The Financial Industry Regulatory Authority Inc. plans to warn parties in its arbitration hearings against using electronic devices to secretly record and transmit the proceedings.
The warning was sparked by complaints from the Securities Experts' Roundtable Inc., a group of expert witnesses, about several instances of “electronic eavesdropping” where witnesses were surreptitiously recorded and their testimony apparently made available to others outside the hearing rooms.
In a September letter to Finra, the Roundtable described three instances in which its members had encountered eavesdropping.
The group asked Finra to create policies and issue guidance about the practice.
“It's a private forum,” Jeffrey Schaff, president of the Roundtable and founder of Ardor Fiduciary Services Ltd. in Northfield, Ill., said in an interview. “It's a controlled forum [where] people sign in, sign out and there are some facts [presented] that some witnesses are not allowed to hear.”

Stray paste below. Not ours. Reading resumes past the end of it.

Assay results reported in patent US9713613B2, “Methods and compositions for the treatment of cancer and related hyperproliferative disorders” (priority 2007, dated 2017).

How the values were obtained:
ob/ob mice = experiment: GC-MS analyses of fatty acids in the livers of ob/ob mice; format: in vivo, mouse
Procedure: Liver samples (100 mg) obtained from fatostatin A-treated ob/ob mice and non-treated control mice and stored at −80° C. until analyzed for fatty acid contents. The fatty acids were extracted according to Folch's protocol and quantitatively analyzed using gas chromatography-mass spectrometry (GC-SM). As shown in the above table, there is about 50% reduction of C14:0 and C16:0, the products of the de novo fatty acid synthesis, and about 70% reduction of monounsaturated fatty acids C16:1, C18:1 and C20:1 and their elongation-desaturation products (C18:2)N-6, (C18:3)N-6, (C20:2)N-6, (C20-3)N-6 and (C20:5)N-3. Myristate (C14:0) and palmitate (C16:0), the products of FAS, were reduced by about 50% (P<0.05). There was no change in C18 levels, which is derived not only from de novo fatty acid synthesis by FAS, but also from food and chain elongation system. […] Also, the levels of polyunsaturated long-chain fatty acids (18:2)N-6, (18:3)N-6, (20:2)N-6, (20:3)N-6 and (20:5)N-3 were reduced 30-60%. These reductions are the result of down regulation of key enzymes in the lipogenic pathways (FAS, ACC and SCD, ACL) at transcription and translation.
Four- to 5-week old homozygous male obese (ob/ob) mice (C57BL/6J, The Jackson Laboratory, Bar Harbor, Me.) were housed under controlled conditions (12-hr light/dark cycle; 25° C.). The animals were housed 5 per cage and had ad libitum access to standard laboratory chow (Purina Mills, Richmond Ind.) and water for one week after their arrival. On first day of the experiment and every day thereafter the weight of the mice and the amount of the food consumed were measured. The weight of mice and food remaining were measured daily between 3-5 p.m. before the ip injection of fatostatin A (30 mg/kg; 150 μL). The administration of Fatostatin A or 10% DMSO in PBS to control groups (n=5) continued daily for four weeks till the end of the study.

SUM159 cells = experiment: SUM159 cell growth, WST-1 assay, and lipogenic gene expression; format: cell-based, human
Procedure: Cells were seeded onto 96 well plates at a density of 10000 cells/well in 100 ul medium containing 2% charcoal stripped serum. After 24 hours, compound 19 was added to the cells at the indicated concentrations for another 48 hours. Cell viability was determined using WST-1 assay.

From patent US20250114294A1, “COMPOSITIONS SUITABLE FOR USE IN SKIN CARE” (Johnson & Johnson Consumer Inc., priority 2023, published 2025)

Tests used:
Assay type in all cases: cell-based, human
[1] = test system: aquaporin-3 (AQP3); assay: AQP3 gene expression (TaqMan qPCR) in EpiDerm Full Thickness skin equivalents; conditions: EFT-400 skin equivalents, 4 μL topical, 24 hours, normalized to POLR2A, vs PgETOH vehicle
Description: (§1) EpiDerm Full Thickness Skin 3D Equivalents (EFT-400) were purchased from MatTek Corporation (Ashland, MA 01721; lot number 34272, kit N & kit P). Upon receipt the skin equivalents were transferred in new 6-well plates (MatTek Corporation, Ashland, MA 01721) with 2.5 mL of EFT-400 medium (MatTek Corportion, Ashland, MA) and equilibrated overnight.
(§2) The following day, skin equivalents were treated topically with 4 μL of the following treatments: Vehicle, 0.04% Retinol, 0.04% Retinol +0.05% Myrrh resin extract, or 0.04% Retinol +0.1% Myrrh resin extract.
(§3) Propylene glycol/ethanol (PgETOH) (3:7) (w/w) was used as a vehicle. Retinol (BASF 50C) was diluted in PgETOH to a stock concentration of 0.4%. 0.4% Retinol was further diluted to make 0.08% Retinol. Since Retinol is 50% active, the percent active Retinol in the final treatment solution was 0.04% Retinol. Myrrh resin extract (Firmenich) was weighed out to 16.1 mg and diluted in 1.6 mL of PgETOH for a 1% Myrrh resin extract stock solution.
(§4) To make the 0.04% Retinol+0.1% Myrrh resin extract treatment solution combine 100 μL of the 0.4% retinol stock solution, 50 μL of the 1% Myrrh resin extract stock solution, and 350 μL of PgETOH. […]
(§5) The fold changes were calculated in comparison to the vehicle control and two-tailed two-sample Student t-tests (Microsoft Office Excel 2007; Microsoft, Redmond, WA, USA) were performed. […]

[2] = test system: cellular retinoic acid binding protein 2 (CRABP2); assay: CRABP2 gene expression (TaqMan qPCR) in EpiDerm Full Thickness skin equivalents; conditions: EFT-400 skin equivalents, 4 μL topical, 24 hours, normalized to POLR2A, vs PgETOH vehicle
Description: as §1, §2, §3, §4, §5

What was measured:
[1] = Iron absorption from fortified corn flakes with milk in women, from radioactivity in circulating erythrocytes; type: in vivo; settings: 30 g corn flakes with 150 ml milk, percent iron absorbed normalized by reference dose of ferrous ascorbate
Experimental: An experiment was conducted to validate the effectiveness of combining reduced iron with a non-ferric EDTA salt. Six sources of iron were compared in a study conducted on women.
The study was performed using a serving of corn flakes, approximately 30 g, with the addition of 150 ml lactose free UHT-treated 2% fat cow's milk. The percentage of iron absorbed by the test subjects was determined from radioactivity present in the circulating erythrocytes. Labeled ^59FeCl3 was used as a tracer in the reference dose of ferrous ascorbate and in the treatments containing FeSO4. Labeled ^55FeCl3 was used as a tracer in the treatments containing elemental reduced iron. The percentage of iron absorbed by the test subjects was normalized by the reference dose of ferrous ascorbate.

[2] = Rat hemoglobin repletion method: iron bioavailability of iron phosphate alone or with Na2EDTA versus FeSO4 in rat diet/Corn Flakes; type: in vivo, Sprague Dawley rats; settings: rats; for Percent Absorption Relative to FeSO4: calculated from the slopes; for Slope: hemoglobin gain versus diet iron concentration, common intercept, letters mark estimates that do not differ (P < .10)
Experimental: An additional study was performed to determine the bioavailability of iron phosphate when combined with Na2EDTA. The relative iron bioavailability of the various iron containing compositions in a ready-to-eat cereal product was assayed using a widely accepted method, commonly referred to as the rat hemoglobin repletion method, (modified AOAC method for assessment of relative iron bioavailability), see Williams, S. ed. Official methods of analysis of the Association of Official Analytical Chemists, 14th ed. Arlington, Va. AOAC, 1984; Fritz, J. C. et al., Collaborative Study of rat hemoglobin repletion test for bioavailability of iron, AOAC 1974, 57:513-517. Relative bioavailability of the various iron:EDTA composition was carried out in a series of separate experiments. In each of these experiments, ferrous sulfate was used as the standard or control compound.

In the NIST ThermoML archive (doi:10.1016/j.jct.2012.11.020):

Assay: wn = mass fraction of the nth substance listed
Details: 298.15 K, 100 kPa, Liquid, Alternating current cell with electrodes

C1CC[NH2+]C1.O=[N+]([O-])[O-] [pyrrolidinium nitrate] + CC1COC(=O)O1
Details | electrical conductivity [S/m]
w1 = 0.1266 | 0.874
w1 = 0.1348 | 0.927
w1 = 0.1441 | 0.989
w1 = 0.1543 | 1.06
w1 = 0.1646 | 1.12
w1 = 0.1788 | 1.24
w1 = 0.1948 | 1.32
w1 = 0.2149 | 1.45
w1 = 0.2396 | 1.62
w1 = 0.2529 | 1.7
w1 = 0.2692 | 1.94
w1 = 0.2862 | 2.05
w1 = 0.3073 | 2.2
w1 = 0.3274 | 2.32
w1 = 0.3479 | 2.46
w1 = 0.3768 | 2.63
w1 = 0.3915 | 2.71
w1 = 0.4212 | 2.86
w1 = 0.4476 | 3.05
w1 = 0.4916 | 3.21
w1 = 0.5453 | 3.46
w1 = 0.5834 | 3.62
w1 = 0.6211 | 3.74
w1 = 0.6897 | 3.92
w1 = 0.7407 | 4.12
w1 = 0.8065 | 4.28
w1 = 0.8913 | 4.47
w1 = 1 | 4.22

In its letter, the Roundtable also noted that allowing outsiders to view a hearing could give one of the parties the ability to benefit from the assistance of unnamed co-counsel.
Finra told Mr. Schaff in a letter this month that the regulator would be “educating our [arbitrators] about this concern” in an upcoming article in its “Neutral Corner” newsletter for arbitrators and mediators.
The article should be out by the March issue, Finra spokeswoman Michelle Ong wrote in an email.
“Anything that would give an unfair advantage to one side would not be allowed” by arbitrators, Ms. Ong said. In its letter, Finra also said it will consider changes to the opening script that arbitrators use to “alert parties to the importance of seeking approval of the other participants and the arbitrators before attempting to transmit or record the proceedings.”
Mr. Schaff said he welcomed Finra's response.
“When you're at hearing, you're not paying attention to what the parties are doing with their electronic devices,” he said.